The one real criticism I do have is that while Sedgwick’s female characters ring true in both words and actions, they rarely get a chance to interact with each other. The femme fatal, Madeline Beaufontaine, is a near perfect characterization of that well used trope–she is sexy bad news and we know it from the moment we meet her. She also has a sister, the lovely Violet, who keeps the town of Sandwater’s only inn and puts herself squarely on Grey’s side through her actions. However, all the reader gets to know about their relationship is what others–mostly male characters–tell us. As I read I kept waiting for the scene when those very opposite sisters would interact, but it never happened. Cocheta, an Apache woman from Grey’s past, gives voice to her entire tribe and has a hand in the resolution of the main plot, but her sole interaction with another female character is to hold her daughter’s hand in the background of a scene. Certainly, the author should be credited for creating well rounded women, but as a reader I would have loved for her to go another step farther and let us have some more interaction between the womenfolk.

I have heard rumors of an upcoming sequel and I am very much looking forward to more adventures with Grey O’Donnell in the cruel, dry world that Icy Sedgwick has built. And, if I had my wish, Grey would meet up with his own version of Calamity Jane or Annie Oakley to give the world of The Guns of Retribution an even more well-rounded feel.

For the love of writing

For some people, writing has been their secret lover ever since they could clutch a crayon. For others, it has slipped insidiously into their lives and taken up residence on the comfy chair, refusing to budge.

The love of writing , disregarding genre or form, snatches up the unwary author who within a few paragraphs is helplessly caught up with characters in a passion-based rush for words and ideas.   Although most writers say they “write for the love of it”, the very narcissistic nature of ‘being’ a writer demands that there is at least a small recognition for what they are doing.

Go on.. admit it…. we all love to hear a reader gush about a character in one of our stories, or how the twist at the end really took them by surprise. There is no equal, either, to finding our that a piece of your writing has been accepted to be published or won some sort of competition.

As literature comes in many forms, from free form poetry to scripts to flash fiction through to enormous tomes of brow bending ideas, so does its ways in which it can entertain, inform and educate. The inspiration behind writing also takes on just as many forms, from cathartic where the author vents frustrations, through to exploration into the world of “what if”. What connects all of these is the author’s passion and love for the form and words.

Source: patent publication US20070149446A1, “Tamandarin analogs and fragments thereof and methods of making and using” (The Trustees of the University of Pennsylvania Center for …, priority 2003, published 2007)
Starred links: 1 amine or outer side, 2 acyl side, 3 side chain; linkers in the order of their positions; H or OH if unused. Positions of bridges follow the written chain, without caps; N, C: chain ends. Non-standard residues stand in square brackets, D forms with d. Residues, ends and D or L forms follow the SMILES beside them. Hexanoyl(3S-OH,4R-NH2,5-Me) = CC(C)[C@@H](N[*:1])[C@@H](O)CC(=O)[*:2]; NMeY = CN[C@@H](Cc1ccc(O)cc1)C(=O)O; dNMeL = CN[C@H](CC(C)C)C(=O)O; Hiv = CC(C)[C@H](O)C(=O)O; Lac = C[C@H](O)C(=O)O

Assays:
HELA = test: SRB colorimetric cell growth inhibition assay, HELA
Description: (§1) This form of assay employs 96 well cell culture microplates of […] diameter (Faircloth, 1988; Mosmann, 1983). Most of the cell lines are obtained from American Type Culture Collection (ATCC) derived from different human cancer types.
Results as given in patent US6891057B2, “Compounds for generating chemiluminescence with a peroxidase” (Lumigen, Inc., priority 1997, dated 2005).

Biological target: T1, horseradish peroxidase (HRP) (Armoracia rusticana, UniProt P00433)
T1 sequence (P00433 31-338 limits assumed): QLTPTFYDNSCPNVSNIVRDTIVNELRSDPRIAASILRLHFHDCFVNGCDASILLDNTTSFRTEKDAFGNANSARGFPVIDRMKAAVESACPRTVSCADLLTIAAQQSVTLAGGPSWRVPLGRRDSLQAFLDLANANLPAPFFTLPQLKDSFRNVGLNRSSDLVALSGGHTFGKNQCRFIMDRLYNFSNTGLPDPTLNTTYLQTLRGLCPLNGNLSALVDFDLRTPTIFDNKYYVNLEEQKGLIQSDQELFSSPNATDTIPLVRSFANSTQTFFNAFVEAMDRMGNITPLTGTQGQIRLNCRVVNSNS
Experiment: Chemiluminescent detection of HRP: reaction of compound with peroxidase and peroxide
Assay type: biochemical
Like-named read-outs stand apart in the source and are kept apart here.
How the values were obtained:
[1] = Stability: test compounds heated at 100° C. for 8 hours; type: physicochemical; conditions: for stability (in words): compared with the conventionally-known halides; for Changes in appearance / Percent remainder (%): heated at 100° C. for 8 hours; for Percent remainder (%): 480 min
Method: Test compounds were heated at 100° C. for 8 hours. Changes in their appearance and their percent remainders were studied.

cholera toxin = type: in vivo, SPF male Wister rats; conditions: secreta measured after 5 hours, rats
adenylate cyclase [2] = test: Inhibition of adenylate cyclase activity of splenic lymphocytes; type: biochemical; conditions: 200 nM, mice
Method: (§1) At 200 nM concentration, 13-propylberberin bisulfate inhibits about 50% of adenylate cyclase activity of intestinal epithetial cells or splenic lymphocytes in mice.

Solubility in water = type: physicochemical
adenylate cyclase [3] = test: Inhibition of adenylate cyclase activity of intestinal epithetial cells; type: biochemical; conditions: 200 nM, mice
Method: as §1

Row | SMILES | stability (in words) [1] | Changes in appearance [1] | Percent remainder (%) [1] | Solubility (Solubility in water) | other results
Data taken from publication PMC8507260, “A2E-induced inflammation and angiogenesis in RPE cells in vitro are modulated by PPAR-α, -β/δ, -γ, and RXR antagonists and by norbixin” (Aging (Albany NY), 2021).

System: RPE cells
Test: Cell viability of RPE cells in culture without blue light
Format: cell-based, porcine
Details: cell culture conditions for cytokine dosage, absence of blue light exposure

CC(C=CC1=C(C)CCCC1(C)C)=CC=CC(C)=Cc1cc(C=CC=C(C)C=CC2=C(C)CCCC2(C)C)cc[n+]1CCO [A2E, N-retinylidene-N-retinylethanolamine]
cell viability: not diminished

The love of writing simply means that the writer is connected to the process. Passionately and with wild abandon for some, steady and comfortable for others. Just like any relationship, the love of writing comes in many shades. Writing, like many expressive arts, is a relationship which will continue to grow as the author’s competence and confidence builds.

The love a writer can feel from the writing process can manifest in the the ego-based form of success (nothing wrong with that by the way!!), achievement and recognition through to connecting to the words in a deeper way, where an emotional journey can be undertaken, connection with an idea or an audience, a shared experience and socially based ideals are aired to empower and enrich others lives. The beauty of writing is that it can be as introspective and private or as loud and broadcast as the author allows or wishes it to be. Each has its value and place in this journey of writing.

Writing is an easy lover, giving a sense of connection with a faceless audience where the writer can convey ideas and concepts in deep, personal manners which may not be socially acceptable or possible as a face to face interaction. Although at times writing can guilt and nag a writer to return to its embrace, it is a patient lover, willing to wait in the wings until the time and passion returns. Throughout the stages of a writer’s life, it is a love which ebbs and wanes, but like a stalker ex, continues to creep under ones’s skin. Its a love that nurtures, surprises and endures.

Have you been in touch with your ‘writing love’ lately – or are you uncomfortable strangers who avoid eye contact in the hallway?

Rekindling an Old Flame